AMMAN — Jabal Luweibdeh, one of the seven hills of Amman, has become a battleground between artistic and business interests. Artists from this picturesque neighborhood are fighting to save the area from being overtaken by shisha cafes, restaurants, shops and the heavy traffic they cause.
Located at the center of the Jordanian capital, the area was once a lively part of the otherwise somber city, with its squares and streets lined with jasmine trees, cultural centers and stone houses with small courtyards. But particularly in the last decade, the scent of jasmine has been replaced by smoke from the mushrooming cafes and exhaust from the heavy traffic, complain residents.
“We want to smell the jasmine again instead of breathing the smoke from the vehicles and shisha cafes that have taken over the whole area,” Rashid Malhas, the director of the Friends of Al-Weibdeh Cultural Association, told Al-Monitor. This summer the association, which has been active for more than a decade, began an effort to make the mountain a cultural venue again.
As part of the project, a group of Jordanian artists performed street concerts on a corner near the neighborhood's Paris Square on Aug. 27. The musicians sang Jordanian and other Arab songs accompanied by an accordion, guitar and a Middle Eastern stringed instrument called an oud. Passers-by sang along or joined them with their own instruments.
Malhas said that they will continue the street concerts every Tuesday. “We want to show that art and culture spreads joy, and restaurants and commercial shops just suffocate the area and erase the cultural memory,” he told Al-Monitor.
Established in 2005, the Friends of Al-Weibdeh Cultural Association brings together Jordanian artists from various disciplines to lobby for the conservation of the area’s architecture and encourage cultural events. But despite its efforts and the support of international artists, the old stone houses have little chance against the the modern buildings that have appeared throughout the capital.
Hayat al-Nasser, the association's former director, has lived in Jabal Luweibdeh since the 1960s. Much has changed since then, particularly in the last 10 years, she told Al-Monitor.
“Jabal Luweibdeh has a certain charm and a serenity that grips you once you settle there. But the tall buildings erected in the last few years spoil this charm and block the view. Noise and smoke from cars and shishas in restaurants fill the air,” she lamented.
Mohammad Fadilat, a journalist for Alhurra, said that the neighborhood became a victim of its own popularity. Fadilat lived in Jabal Luweibdeh for years and believes that the beautiful and authentic neighborhood has been exploited for profit. “It is no longer treated as one of the few neighborhoods that should be saved because it conserves the social and architectural character of Amman,” he said. “Cafes and restaurants have flourished because the place was attractive for many people who visited the area, particularly researchers and intellectuals who want to visit or live here."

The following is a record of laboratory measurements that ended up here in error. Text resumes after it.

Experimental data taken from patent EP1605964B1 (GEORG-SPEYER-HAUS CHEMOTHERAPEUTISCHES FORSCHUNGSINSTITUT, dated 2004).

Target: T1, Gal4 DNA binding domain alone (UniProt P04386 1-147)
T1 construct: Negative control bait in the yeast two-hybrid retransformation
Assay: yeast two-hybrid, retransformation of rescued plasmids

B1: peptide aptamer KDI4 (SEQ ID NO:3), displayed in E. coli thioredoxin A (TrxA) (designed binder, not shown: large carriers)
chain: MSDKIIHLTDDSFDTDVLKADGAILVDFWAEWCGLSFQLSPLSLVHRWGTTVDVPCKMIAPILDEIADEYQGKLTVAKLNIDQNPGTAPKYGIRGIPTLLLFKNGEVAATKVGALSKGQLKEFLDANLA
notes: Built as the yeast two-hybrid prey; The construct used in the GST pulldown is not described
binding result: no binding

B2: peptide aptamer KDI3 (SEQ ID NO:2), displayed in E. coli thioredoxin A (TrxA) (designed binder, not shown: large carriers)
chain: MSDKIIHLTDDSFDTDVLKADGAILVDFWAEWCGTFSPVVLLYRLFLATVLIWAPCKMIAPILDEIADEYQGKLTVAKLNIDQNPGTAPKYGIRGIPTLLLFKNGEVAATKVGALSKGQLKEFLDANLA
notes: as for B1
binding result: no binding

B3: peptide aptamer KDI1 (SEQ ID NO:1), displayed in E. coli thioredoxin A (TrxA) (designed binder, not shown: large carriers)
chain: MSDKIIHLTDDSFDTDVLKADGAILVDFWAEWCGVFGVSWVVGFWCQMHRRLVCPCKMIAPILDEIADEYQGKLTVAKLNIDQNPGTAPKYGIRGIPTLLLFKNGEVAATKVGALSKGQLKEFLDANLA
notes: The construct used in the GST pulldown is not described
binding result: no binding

He added, "But the restaurants did not seek to conserve the identity of the place; they distorted it. They became a nuisance to the neighborhood. Many of the old residents have left the area to escape the noise, chaos and increasing presence of shops and new people.”
The Greater Amman Municipality announced in January that it will undertake studies on rehabilitating Jabal Luweibdeh so its architectural heritage and cultural atmosphere can be maintained.
Shima al-Tal, director of the cultural department at the Greater Amman Municipality and a resident of Jabal Luweibdeh, said it still houses several cultural centers like the Syndicate of Artists, the Authors Union, the Arts Hall, galleries and theaters.
“Six years ago, our hill of culture was transformed into an annoying commercial neighborhood. Traffic increased, new buildings that do not confirm to the traditional architecture emerged. We tried to stop some, such as a new building just opposite the authentic Bisharat Church, but we failed. We constantly try to hold cultural and artistic events in Paris Square, so that people see the beauty of the hill,” she told Al-Monitor.
Many politicians, intellectuals and artists have chosen to reside in Luweibdeh since the mid-20th century. One of the most famous is Prime Minister Omar Razzaz, who has not moved to an official residence, insisting on living in the family house owned by his father Munif Razzaz.
Though the prime minister has not left the neighborhood, many of his old neighbors may if the national and local authorities do not take action.
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